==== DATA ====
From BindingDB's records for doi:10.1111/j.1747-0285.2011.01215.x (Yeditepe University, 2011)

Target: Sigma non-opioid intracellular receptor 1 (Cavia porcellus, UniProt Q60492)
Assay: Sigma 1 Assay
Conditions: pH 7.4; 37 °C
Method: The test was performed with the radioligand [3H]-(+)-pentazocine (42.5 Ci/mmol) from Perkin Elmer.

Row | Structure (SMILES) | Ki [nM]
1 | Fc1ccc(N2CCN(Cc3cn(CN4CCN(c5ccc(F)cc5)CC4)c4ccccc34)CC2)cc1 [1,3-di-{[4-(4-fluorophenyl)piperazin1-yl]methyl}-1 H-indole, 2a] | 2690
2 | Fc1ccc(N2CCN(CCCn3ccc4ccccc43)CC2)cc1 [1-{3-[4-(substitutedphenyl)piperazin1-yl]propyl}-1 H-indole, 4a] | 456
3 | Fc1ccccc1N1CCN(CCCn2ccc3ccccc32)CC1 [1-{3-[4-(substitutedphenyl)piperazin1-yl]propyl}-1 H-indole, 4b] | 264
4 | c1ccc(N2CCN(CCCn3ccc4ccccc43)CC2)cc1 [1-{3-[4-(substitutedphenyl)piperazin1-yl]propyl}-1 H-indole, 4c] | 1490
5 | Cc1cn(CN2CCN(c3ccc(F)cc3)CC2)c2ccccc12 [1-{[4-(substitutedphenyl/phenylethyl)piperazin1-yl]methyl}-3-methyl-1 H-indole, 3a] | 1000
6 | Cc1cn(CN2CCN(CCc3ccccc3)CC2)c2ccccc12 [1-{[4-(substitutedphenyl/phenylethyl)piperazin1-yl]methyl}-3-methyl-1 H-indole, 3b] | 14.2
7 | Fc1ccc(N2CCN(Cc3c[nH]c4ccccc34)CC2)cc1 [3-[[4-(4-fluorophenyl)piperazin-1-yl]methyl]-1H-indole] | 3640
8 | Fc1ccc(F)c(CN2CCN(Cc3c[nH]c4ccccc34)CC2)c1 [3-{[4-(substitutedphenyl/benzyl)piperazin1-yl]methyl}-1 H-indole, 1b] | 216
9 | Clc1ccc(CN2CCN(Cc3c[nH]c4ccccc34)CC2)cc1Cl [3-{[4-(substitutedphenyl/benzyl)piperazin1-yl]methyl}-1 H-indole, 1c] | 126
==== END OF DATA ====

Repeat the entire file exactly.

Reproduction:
From BindingDB's records for doi:10.1111/j.1747-0285.2011.01215.x (Yeditepe University, 2011)

Target: Sigma non-opioid intracellular receptor 1 (Cavia porcellus, UniProt Q60492)
Assay: Sigma 1 Assay
Conditions: pH 7.4; 37 °C
Method: The test was performed with the radioligand [3H]-(+)-pentazocine (42.5 Ci/mmol) from Perkin Elmer.

Row | Structure (SMILES) | Ki [nM]
1 | Fc1ccc(N2CCN(Cc3cn(CN4CCN(c5ccc(F)cc5)CC4)c4ccccc34)CC2)cc1 [1,3-di-{[4-(4-fluorophenyl)piperazin1-yl]methyl}-1 H-indole, 2a] | 2690
2 | Fc1ccc(N2CCN(CCCn3ccc4ccccc43)CC2)cc1 [1-{3-[4-(substitutedphenyl)piperazin1-yl]propyl}-1 H-indole, 4a] | 456
3 | Fc1ccccc1N1CCN(CCCn2ccc3ccccc32)CC1 [1-{3-[4-(substitutedphenyl)piperazin1-yl]propyl}-1 H-indole, 4b] | 264
4 | c1ccc(N2CCN(CCCn3ccc4ccccc43)CC2)cc1 [1-{3-[4-(substitutedphenyl)piperazin1-yl]propyl}-1 H-indole, 4c] | 1490
5 | Cc1cn(CN2CCN(c3ccc(F)cc3)CC2)c2ccccc12 [1-{[4-(substitutedphenyl/phenylethyl)piperazin1-yl]methyl}-3-methyl-1 H-indole, 3a] | 1000
6 | Cc1cn(CN2CCN(CCc3ccccc3)CC2)c2ccccc12 [1-{[4-(substitutedphenyl/phenylethyl)piperazin1-yl]methyl}-3-methyl-1 H-indole, 3b] | 14.2
7 | Fc1ccc(N2CCN(Cc3c[nH]c4ccccc34)CC2)cc1 [3-[[4-(4-fluorophenyl)piperazin-1-yl]methyl]-1H-indole] | 3640
8 | Fc1ccc(F)c(CN2CCN(Cc3c[nH]c4ccccc34)CC2)c1 [3-{[4-(substitutedphenyl/benzyl)piperazin1-yl]methyl}-1 H-indole, 1b] | 216
9 | Clc1ccc(CN2CCN(Cc3c[nH]c4ccccc34)CC2)cc1Cl [3-{[4-(substitutedphenyl/benzyl)piperazin1-yl]methyl}-1 H-indole, 1c] | 126